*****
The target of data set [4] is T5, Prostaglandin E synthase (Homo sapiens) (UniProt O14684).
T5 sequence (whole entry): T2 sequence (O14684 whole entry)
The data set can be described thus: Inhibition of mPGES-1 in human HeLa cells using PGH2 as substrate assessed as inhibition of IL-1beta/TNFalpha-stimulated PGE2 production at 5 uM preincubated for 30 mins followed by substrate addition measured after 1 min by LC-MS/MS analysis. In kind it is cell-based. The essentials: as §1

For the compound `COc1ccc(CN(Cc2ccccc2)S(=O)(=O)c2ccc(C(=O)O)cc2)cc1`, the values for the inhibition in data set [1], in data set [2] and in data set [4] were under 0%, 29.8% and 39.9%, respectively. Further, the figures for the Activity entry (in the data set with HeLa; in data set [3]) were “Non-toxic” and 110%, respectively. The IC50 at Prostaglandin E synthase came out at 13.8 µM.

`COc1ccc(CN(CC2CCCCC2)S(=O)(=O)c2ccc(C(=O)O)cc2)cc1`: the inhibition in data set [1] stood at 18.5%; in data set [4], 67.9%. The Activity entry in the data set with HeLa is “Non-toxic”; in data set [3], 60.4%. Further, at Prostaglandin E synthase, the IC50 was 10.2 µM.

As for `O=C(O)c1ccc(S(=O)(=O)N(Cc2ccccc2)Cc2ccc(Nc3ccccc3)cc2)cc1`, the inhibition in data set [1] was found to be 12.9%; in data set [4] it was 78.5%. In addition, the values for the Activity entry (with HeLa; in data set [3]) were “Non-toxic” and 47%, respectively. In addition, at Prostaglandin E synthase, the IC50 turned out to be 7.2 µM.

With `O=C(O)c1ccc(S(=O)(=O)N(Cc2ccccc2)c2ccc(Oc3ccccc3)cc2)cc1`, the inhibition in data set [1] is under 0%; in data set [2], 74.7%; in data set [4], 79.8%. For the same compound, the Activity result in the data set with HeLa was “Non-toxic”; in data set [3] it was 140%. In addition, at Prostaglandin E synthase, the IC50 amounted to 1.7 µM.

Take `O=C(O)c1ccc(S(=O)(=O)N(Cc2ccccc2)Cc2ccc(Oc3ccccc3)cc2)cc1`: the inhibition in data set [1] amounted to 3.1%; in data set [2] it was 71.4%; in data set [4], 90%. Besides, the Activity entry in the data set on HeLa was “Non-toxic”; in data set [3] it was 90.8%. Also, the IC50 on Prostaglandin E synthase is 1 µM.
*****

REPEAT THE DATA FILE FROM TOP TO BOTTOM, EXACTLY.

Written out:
The target of data set [4] is T5, Prostaglandin E synthase (Homo sapiens) (UniProt O14684).
T5 sequence (whole entry): T2 sequence (O14684 whole entry)
The data set can be described thus: Inhibition of mPGES-1 in human HeLa cells using PGH2 as substrate assessed as inhibition of IL-1beta/TNFalpha-stimulated PGE2 production at 5 uM preincubated for 30 mins followed by substrate addition measured after 1 min by LC-MS/MS analysis. In kind it is cell-based. The essentials: as §1

For the compound `COc1ccc(CN(Cc2ccccc2)S(=O)(=O)c2ccc(C(=O)O)cc2)cc1`, the values for the inhibition in data set [1], in data set [2] and in data set [4] were under 0%, 29.8% and 39.9%, respectively. Further, the figures for the Activity entry (in the data set with HeLa; in data set [3]) were “Non-toxic” and 110%, respectively. The IC50 at Prostaglandin E synthase came out at 13.8 µM.

`COc1ccc(CN(CC2CCCCC2)S(=O)(=O)c2ccc(C(=O)O)cc2)cc1`: the inhibition in data set [1] stood at 18.5%; in data set [4], 67.9%. The Activity entry in the data set with HeLa is “Non-toxic”; in data set [3], 60.4%. Further, at Prostaglandin E synthase, the IC50 was 10.2 µM.

As for `O=C(O)c1ccc(S(=O)(=O)N(Cc2ccccc2)Cc2ccc(Nc3ccccc3)cc2)cc1`, the inhibition in data set [1] was found to be 12.9%; in data set [4] it was 78.5%. In addition, the values for the Activity entry (with HeLa; in data set [3]) were “Non-toxic” and 47%, respectively. In addition, at Prostaglandin E synthase, the IC50 turned out to be 7.2 µM.

With `O=C(O)c1ccc(S(=O)(=O)N(Cc2ccccc2)c2ccc(Oc3ccccc3)cc2)cc1`, the inhibition in data set [1] is under 0%; in data set [2], 74.7%; in data set [4], 79.8%. For the same compound, the Activity result in the data set with HeLa was “Non-toxic”; in data set [3] it was 140%. In addition, at Prostaglandin E synthase, the IC50 amounted to 1.7 µM.

Take `O=C(O)c1ccc(S(=O)(=O)N(Cc2ccccc2)Cc2ccc(Oc3ccccc3)cc2)cc1`: the inhibition in data set [1] amounted to 3.1%; in data set [2] it was 71.4%; in data set [4], 90%. Besides, the Activity entry in the data set on HeLa was “Non-toxic”; in data set [3] it was 90.8%. Also, the IC50 on Prostaglandin E synthase is 1 µM.